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Re: Post-Posting Etiquette

by Anonymous Monk
on Sep 04, 2002 at 08:23 UTC ( #195002=note: print w/replies, xml ) Need Help??

in reply to Post-Posting Etiquette

What the FSCK is the matter with people? I've posted reasonable corrections or questions in reply to a few posts and then people either edit their posts so history is totally fscked, or they rail against me (in the CB as well) and THEN edit their posts to correct their originals, with no mention of the fact made in the post. Is there or is there not a history at this site? My suggestion is that NOONE be allowed to change the content of their posts *period*. Either make it simply impossible or at the very least make it only possible to *append* to a post (at least an appendum is obvious). Changing history is bad bad bad! No, it is worse than bad, it is a lie. Will we support outright lying? What the hell is the problem with just adding a correction instead of rewriting the answer or the code or whatever? Doesn't anyone here have any freaking integrity?

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Re: Re: Post-Posting Etiquette
by Django (Pilgrim) on Sep 04, 2002 at 08:49 UTC

    "Doesn't anyone here have any freaking integrity?"

    The probably best way of proving that you have no integrity, is to post anonymously. Take responsibility for what you write! Necessary corrections are part of that responsibility.

    "Why don't we ever challenge the spherical earth theory?"

      Interesting. Some say that there is a ghost haunting these very nodes. The ghost of a once great monk, a saint amongst saints. Perhaps even the second-highest XP monk in the Monastery. (Second, of course, to our fearless leader.) Forced to never again use his true name here, for fear of his job, he still finds time to give back to the community, in the guise of the nameless one. For that matter, I wouldn't be at all surprised if there were a few around here that have taken vows of anonymoity.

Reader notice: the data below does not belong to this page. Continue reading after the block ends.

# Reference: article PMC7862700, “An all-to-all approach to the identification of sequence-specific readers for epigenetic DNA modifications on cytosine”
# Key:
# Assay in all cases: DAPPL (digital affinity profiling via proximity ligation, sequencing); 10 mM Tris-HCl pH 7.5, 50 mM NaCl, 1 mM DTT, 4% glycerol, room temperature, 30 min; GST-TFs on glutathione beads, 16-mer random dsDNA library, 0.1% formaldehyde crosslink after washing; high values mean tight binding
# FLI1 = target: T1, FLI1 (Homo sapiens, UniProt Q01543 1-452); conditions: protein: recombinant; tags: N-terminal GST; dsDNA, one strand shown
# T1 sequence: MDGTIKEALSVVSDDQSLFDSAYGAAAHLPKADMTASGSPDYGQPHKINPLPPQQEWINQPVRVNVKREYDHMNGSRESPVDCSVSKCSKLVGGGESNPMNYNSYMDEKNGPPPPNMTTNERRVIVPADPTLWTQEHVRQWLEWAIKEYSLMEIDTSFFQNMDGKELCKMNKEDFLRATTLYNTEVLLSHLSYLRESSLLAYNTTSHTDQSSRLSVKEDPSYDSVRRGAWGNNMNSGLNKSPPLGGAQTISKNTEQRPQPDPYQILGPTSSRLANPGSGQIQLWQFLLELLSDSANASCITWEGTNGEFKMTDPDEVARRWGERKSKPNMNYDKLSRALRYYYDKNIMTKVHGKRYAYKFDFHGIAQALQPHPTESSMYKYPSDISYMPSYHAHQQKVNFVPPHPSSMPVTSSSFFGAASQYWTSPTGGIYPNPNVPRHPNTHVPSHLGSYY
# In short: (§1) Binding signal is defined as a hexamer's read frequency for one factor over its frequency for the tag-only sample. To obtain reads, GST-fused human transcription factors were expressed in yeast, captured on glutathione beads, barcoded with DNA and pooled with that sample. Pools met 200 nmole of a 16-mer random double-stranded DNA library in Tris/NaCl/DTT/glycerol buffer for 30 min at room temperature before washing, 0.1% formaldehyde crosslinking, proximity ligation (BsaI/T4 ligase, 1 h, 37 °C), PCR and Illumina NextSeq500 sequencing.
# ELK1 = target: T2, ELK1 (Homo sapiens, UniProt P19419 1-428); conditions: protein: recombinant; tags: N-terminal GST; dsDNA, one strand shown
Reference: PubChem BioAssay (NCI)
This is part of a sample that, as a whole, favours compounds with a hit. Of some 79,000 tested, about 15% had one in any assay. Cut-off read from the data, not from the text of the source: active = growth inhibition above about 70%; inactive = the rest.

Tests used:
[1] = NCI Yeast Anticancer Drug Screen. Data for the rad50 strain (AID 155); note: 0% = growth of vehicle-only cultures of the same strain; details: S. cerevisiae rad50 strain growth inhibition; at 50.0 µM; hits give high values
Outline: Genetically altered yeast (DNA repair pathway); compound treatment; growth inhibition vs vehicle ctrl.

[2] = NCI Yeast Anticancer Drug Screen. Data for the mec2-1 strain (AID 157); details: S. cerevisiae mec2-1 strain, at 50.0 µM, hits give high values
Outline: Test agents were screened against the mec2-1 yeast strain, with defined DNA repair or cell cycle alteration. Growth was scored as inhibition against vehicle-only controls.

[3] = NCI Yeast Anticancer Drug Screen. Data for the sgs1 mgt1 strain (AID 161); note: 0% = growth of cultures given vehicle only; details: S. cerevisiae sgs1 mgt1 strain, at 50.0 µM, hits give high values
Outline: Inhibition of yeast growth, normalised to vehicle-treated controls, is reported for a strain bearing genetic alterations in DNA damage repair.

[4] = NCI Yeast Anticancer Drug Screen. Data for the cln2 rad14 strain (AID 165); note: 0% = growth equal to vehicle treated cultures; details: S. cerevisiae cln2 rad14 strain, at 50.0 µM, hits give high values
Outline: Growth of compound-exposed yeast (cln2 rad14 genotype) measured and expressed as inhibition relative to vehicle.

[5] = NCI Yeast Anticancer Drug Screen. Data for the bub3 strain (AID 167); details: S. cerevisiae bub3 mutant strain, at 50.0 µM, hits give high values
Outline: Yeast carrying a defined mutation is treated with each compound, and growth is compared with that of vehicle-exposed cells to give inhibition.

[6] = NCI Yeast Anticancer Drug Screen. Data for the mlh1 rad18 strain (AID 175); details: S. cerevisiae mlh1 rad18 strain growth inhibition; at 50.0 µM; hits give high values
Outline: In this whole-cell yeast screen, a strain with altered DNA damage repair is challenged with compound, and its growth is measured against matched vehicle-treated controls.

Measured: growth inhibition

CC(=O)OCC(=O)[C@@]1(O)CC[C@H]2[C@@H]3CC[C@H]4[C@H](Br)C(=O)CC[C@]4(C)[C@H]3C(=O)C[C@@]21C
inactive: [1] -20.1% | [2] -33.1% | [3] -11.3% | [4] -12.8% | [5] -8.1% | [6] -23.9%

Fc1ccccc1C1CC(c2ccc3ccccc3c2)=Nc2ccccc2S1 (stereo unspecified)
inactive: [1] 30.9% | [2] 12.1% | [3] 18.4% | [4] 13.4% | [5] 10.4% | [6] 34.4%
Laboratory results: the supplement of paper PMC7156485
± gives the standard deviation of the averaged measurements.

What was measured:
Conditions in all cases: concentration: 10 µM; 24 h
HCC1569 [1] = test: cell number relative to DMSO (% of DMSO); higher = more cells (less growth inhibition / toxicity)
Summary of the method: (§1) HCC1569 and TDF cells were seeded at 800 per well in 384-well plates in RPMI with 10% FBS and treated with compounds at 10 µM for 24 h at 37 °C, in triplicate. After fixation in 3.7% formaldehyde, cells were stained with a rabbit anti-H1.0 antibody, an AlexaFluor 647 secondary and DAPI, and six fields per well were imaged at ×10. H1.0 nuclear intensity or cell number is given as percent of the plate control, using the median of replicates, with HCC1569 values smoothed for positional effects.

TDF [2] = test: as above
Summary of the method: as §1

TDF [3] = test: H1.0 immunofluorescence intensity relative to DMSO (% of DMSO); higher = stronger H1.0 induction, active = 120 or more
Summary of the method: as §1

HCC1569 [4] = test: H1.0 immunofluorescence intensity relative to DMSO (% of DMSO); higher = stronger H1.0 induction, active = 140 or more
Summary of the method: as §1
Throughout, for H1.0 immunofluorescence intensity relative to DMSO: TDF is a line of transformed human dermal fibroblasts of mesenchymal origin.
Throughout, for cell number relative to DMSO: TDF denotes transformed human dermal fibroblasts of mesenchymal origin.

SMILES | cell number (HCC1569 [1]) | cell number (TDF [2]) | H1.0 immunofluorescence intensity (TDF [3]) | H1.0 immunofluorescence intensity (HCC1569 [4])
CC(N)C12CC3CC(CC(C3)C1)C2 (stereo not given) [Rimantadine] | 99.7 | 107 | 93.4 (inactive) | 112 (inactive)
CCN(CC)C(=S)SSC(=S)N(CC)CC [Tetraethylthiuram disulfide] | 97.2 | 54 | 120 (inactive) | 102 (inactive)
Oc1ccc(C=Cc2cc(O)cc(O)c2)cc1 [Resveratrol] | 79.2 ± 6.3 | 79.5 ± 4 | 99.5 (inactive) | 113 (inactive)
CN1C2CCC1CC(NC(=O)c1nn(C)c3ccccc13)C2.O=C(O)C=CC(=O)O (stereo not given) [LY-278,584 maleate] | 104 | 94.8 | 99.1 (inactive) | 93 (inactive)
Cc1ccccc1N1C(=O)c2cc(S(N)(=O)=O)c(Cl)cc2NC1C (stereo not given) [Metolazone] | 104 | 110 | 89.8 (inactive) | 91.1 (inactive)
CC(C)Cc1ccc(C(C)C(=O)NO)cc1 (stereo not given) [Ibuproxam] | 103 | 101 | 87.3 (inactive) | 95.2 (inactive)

Confession: It does an Immortal Body good.

      django says :
      The probably best way of proving that you have no integrity, is to post anonymously. Take responsibility for what you write! Necessary corrections are part of that responsibility.
      Let's finally dismiss the idea that posting with a registered username has anything to do with integrity, or honesty, or anything else. I'm sure you were around to see vroom and tye shake out the votebots and multiple user ids (hi, eliza! hi slurpee machine!), but you're still willing to put more credibility into a pseudonymous post than an anonymous post? I don't think that makes much sense at all.

      perlmonks has an entirely different anonymous community than slashdot, which seems to be the primary source of the 'anonymous posters aren't to be trusted' line of thinking. Perlmonks is not slashdot. There have been many intelligent and insightful posts that come from people who don't want to be identified with a particular user id, or, for that matter, don't care to be identified at all.
      Don't hate them just because they're anonymous, mmkay?

        I agree with the sentiment that posting anonymously does not necessarily imply lack of integrity (or of any other positive quality). Sometimes it merely signifies that the poster happens to be using a machine configured to refuse cookies, as was the case with a recent consulting client of mine.